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It'd be interesting to pinpoint exactly when the term "problem film" went out of vogue. Once a thriving subgenre due to their controversial subject matter and thrifty production value, films like Riot in Cell Block 11 have no real historical antecedent, at least not on the same kind of platform, and not as part of an identifiable genre. In that context, Riot is actually quite remarkable: an unrelentingly and unmistakably political film unbeholden to the two-party dichotomy that never sacrifices the need for action that presumably got it made in the first place. An early work of Don Siegel's, this film has the sort of energetic verve that he would later display in Invasion of the Body Snatchers and Dirty Harry, but it lacks their ambiguity, and the ability to support multiple interpretations; that may well be an asset. Like the best 'problem films', it is less an opening »
- Anders Nelson
Humankind’s collision with otherworldly life forms can make for unforgettable cinema.
This article will highlight the best of live-action human vs. alien films. The creatures may be from other planets or may be non-demonic entities from other dimensions.
Excluded from consideration were giant monster films as the diakaiju genre would make a great subject for separate articles.
Readers looking for “friendly alien” films such as The Day the Earth Stood Still (1951), It Came from Outer Space (1953) and the comically overrated Close Encounters of the Third Kind (1977) are advised to keep watching the skies because they won’t find them here.
Film writing being the game of knowledge filtered through personal taste that it is, some readers’ subgenre favorites might not have made the list such as War of the Worlds (1953) and 20 Million Miles to Earth (1957).
Now let’s take a chronological look at the cinema’s best battles between Us and Them. »
- Terek Puckett
The obligatory movie catchphrase…memorable golden dialogue for the cinematic soul. What film fan does not enjoy reciting and repeating their favorite movie quotes? After all, there are countless catchphrases in films–some are famous, some are familiar, some are obscure. Still, paraphrasing movie quips has become an art onto itself?
So what are your all-time movie catchphrases? Perhaps it is Jimmy Cagney’s “You dirt rat…you killed my brother?”. Maybe it is Cary Grant’s “Judy, Judy, Judy”? Or how about Lauren Bacall’s “You know how to whistle, don’t you? Just blow…” Whatever movie catchphrases catches your fancy is fine so long as it brings up memories of the film or film characters tat have made a big impression on your cinema experiences.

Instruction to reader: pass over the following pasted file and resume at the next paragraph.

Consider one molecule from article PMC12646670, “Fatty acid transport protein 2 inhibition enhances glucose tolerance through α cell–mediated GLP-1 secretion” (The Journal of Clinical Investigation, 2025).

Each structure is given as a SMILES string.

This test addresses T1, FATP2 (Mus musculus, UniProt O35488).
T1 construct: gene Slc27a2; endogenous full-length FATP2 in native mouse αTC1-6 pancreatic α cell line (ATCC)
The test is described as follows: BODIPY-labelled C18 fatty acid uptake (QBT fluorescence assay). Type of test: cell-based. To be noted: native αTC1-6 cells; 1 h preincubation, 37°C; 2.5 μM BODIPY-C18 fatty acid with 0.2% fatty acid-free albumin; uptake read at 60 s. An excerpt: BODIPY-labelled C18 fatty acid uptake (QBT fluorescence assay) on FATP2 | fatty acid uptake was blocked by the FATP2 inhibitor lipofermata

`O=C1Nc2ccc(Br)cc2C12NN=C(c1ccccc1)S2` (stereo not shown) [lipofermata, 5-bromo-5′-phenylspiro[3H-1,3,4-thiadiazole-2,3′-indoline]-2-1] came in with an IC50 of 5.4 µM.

The Lip Service: The Top 10 Movie Catchphrases selections are: (in alphabetical order according to film title):
1.) “Fasten your seat belts, it »
- Frank Ochieng
While we wait eagerly to find out what the Hughes Brothers (Albert and Allen) are each going to do next (whether individually, or together)… Did you know that, before Chris Nolan rebooted the Batman franchise, the brothers were offered the opportunity to adapt Frank Miller’s comic-noir classic "The Dark Knight Returns"? The kicker? They wanted Clint Eastwood to play Bruce Wayne! Imagine that – Dirty Harry in a Batman suit. No surprise that studio executives didn’t immediately take to the idea, and the project was eventually shelved! I think I actually would've liked to see what they had in mind, »
- Tambay A. Obenson
While the prolific Clint Eastwood, now mostly directing, has hit a late career stride of serving up mediocre, studio backed pictures, it speaks to the length and impact of his career that nearly forty years ago, he had already done enough work to justify an hour-long documentary about him. And that's just what you get with 1977's appropriately titled "The Man With No Name." The BBC production is presented by Iain Johnstone and finds the star — declared one of the biggest on the planet — at an interesting point in his career. By the end of the '70s, Eastwood was a blockbuster titan thanks to "Dirty Harry," but was also making a name for himself as a filmmaker with a half dozen films under his belt including "High Plains Drifter," "Play Misty For Me" and "The Outlaw Josey Wales." And this doc captures that time with key insights from Sergio Leone, »
- Kevin Jagernauth
He played cotton-gin owners, military officers, monsignors, rabbis, truck drivers, Shakespearean heroes — even a Batman villain. But Eli Wallach, who passed away at age 98 due to causes unknown, is best known to a generation of moviegoers as the ultimate bandolero-wearing bandito, thanks to two iconic roles: Calvera, the leader of the frontier thugs who terrorize a Mexican village in The Magnificent Seven (1960); and Tuco, the "ugly" of Sergio Leone's epic Spaghetti Western The Good, the Bad and the Ugly (1966). When you think of a stubbled outlaw villain, the kind »
Heads up, hammerheads, we've got a special (arguably extra-grizzled) edition of the Poster-Crop Quiz themed to Jersey Boys director Clint Eastwood. Ironically the man who made a name for himself playing the Man with No Name is now one of the most recognizable names on the planet... man! Not only is he an established actor, but almost since the inception of his film career, he has also been working behind the camera. We've gathered posters from 10 of Clint's directorial efforts, and then roughed them up Dirty Harry style. See if you can make Good on these BADly cropped images that we've left in such an Ugly disarray. The first person to correctly name all 10 posters in the comment section will receive a shout-out in next week's quiz. That is sure to make...